“Strategic direction is more important today. It's about providing a framework for managers to navigate through the fog of complex chokes. No company can avoid this."

– C.K. Prahalad –

AQoL Aug 2020 | Leadership Lesson from a Boiled Egg

Can a leadership story hide in the thin shell of a boiled egg?

I was 11 and had been freshly admitted to a military school in India, the UP Sainik School in Lucknow. Quickly, we learned the best meal of the day was always breakfast. At eight o’clock every morning we filed into the dining hall and queued up to be served.

A few times every week we got hard-boiled eggs. One rainy morning at breakfast, many of us found the eggs on our plates were cracked. As we broke them open, a thin yellowish liquid oozed out. Most of us concluded the eggs were bad and did not eat them.

After breakfast and the formal morning Assembly, our classes had begun. About an hour into the sessions, our Principal, Major HR Daniel, walked into the classroom, followed by a waiter in white livery. The teacher stopped the lesson and respectfully made way for Maj Daniel. The waiter put down a wooden tray covered with a large napkin on the teacher’s desk.

Meaning business
Maj. Daniel was a ramrod straight officer of the Indian Army’s Education Corps.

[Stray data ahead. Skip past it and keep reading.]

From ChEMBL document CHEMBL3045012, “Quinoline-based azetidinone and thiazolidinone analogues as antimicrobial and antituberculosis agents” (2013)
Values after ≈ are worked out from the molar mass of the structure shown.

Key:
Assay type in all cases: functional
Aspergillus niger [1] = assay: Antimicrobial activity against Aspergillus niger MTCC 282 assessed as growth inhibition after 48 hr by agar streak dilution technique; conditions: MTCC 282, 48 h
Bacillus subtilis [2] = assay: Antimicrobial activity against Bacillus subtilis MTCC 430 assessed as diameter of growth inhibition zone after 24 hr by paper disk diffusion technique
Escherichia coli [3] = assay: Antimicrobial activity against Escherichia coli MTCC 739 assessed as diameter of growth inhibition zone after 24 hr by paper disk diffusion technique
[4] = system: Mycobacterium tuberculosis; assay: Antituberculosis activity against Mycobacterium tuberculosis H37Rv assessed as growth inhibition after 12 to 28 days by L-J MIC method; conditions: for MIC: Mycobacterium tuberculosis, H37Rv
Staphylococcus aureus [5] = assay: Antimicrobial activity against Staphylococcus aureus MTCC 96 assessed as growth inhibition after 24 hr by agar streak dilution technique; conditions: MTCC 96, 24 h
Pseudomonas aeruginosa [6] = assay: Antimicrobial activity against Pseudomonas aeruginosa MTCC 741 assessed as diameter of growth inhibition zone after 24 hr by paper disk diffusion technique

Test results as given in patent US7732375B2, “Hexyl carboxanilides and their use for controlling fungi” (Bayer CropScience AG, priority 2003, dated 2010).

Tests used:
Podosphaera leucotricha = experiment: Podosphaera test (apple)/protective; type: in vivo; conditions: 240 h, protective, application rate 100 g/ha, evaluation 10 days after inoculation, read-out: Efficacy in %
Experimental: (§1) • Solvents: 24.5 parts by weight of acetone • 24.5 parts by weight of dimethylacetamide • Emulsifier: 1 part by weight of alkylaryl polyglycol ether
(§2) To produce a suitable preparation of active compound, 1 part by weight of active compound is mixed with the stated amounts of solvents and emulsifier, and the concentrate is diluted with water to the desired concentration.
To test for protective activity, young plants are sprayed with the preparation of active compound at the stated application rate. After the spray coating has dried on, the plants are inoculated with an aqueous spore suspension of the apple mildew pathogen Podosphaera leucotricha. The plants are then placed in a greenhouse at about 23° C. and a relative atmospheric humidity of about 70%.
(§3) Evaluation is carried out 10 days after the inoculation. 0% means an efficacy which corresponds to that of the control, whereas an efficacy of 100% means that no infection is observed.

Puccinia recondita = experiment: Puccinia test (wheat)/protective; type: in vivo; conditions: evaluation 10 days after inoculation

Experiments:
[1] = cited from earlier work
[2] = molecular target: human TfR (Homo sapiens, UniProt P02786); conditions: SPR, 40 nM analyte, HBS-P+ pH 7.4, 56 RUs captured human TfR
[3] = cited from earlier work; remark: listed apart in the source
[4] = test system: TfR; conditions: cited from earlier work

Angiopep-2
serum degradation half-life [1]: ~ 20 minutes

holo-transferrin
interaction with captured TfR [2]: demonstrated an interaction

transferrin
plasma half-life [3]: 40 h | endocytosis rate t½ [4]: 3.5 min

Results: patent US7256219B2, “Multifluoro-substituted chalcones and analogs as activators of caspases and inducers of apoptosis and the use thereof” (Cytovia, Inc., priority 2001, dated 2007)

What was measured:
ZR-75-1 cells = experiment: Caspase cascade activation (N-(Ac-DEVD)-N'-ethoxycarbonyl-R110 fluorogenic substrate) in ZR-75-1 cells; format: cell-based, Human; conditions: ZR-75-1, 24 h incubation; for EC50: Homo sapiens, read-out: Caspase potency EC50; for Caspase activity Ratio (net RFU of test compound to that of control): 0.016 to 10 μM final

He was always crisply attired, in olive green uniform on weekdays. His slightly wavy close-cropped hair was neatly brushed back. He then addressed the students.

Gentle, but firm
He was pained, he said, that food had been wasted that morning. The eggs were good, he told us. He removed the napkin to reveal two eggs. He cracked one open and drained a little yellowish water into a bowl. Then he proceeded to eat a spoonful of the egg.

Maj. Daniel emphasised that our food was carefully sourced and cooked. Nothing bad was ever served. And then he gently but firmly laid down two rules. We would be served every item that was cooked for each meal. And we had to finish everything we had on our plates. Food was never wasted again.

Setting an example
Imagine the effect on 10 and 11-year-olds when the Principal comes into your class and eats an egg that you thought was bad. An example is better than precept. A personal example is the best by far. It was the first lesson I learned on leadership: Lead by personal example.